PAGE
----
A2. Now that's an interesting take. Yeah, so I could like drop an extra PHP page on jack.com that emits "OK". When SaaS.com receives a JSON data post from jack.com, it sends a request to that second PHP callback page on jack.com with file_get_contents() to ensure it not only gets the OK response back, but also gets a match on IP address and SSL certificate data. If the two are different, then most likely the request was a bogus hacker request and the transaction can be security logged and rejected. (I can do the IP address verification easily, but am not certain how to verify the same two SSL certificates in PHP, if that's even allowed or possible.) Of course, IP addresses can be spoofed.

Another layer of security on this is that this second PHP page can use a public/private key exchange communication check between SaaS.com and jack.com instead of simply emitting "OK".

Q3. "Why would you want to intercept payment information and send that off through Javascript?"

A3. Absolutely not. Never specified sending payment information in this question. Was saying something like Full Name and Email, instead. Yes, SSL communication would need to be used as well in order to send that data securely. And, we'd have to use JSONP to get around the CORS problem.

Q4. "Wouldn't that require jack.com to have everything saved in a database for verification? If so, why bother with the SaaS app?"

A4. Nope. Not at all. Check out the answer A2. With that mechanism, the SaaS app receives the data, but doesn't trust it until 2 things happen:

  1. It calls back to jack.com to a second page, and ensures that the response it gets back has the same IP address as the one that sent the form data in the first place.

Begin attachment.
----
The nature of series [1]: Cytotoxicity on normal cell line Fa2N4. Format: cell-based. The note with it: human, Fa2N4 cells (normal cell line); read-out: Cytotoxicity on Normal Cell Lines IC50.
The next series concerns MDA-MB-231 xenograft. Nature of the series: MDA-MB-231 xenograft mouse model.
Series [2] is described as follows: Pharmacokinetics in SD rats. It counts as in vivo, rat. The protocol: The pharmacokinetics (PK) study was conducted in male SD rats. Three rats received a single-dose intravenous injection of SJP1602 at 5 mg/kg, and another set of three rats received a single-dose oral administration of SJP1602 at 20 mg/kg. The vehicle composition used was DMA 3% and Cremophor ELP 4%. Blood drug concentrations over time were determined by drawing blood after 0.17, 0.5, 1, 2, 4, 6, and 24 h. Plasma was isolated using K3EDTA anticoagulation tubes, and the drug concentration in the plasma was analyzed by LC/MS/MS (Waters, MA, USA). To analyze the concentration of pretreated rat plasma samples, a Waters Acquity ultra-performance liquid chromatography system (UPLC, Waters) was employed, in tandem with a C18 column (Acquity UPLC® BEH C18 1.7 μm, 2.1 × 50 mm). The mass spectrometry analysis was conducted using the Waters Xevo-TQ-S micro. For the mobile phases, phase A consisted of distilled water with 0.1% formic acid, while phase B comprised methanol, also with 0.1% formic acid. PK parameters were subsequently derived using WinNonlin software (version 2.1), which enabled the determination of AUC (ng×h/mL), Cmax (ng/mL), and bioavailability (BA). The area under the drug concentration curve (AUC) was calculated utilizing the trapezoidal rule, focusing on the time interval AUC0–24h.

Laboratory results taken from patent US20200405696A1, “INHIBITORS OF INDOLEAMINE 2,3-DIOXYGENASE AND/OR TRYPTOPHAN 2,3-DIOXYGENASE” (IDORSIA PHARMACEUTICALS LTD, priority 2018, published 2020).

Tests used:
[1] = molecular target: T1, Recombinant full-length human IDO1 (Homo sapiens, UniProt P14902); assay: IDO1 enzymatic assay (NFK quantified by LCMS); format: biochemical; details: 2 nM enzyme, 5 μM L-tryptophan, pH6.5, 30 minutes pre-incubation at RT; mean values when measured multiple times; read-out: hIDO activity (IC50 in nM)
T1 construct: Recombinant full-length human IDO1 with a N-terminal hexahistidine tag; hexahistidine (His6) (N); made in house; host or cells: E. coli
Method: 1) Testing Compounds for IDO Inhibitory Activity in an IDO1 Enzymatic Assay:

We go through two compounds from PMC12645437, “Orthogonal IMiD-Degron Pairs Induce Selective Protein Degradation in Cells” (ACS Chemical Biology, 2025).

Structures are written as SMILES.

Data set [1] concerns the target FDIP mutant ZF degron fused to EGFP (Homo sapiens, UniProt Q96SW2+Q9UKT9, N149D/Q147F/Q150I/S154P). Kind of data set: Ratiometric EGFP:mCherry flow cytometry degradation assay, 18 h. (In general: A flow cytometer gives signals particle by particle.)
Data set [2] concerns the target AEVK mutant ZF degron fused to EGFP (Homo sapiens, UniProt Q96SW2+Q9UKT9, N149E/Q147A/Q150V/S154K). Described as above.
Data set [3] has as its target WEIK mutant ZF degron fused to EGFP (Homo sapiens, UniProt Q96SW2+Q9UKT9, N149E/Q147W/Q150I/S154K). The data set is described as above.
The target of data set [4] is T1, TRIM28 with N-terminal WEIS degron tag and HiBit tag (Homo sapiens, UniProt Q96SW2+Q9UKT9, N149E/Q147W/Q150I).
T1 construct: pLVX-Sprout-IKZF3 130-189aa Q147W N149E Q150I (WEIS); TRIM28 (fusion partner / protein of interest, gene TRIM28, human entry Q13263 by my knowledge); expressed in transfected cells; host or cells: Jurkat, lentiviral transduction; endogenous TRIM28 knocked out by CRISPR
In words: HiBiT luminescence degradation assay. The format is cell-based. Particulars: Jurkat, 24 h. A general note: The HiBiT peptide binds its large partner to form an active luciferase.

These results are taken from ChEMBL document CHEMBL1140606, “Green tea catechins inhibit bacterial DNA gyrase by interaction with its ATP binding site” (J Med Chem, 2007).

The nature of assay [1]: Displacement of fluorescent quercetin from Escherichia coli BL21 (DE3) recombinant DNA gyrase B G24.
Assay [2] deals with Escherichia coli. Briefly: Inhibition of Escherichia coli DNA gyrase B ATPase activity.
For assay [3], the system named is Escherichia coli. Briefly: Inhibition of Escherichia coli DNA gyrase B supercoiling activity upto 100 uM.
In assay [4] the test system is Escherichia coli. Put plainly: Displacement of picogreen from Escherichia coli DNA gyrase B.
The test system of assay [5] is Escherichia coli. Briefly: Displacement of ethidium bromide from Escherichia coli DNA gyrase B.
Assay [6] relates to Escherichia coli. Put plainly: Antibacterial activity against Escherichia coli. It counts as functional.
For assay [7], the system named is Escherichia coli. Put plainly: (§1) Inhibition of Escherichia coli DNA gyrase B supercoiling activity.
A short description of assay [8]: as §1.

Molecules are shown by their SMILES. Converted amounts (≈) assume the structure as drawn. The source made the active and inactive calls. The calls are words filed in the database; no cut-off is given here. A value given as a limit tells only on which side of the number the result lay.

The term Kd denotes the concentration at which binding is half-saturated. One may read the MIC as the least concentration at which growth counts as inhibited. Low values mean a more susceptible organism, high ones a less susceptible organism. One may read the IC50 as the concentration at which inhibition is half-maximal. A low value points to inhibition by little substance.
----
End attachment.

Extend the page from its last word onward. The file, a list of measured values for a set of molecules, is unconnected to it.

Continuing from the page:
2. It does a public/private key exchange check (which the hacker can't spoof obviously unless they have server access) in that second page to ensure that IP spoofing wasn't occurring.

Q5. Wait a minute. A2 and A4 have a problem. The IP address of the initial sending request will be from the user's workstation, not the server. So, you can't validate IP that way. You'll have to use another mechanism to validate that someone completed the form at jack.com and that it wasn't from a hacker spoofing jack.com.

A5. You're absolutely right. Forgot about that I guess because I'm slightly distracted on another project. I'll have to give this some more thought.

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1条回答 默认 最新

  • 已采纳
    duanqian6295 duanqian6295 2016-09-01 00:54

    TL;DR: If you're using a purely client-side integration (just javascript), there's no way to completely secure the request.

    Accidentally/intentionally sending data to the wrong client

    You can mitigate this by using non-sequential, random UUIDs as account IDs. For example, if an account ID looks like 100001, then someone might try using the account ID 100002; however, if the account ID looks like c3f80e491d44cd91664a0459a0777ed01, it's statistically unlikely that someone will be able to send data to an unknown account.

    Intentional spam/fictional submissions

    This is a problem with any form that stores data on the internet; I'm not aware of any way around this without help from some server side code.

    You can generate a one-time token to be included with the json payload - this can be something like a dated JWT token secured via HMAC, or a set message encrypted with a shared secret key which would then be de-duped by the SAAS server.

    If you're going to start involve server-side programming, then this additional negotiation process becomes a bit irrelevant - it's far easier to the just give the e-commerce site an API key, and let them post the customer information over when they receive an order.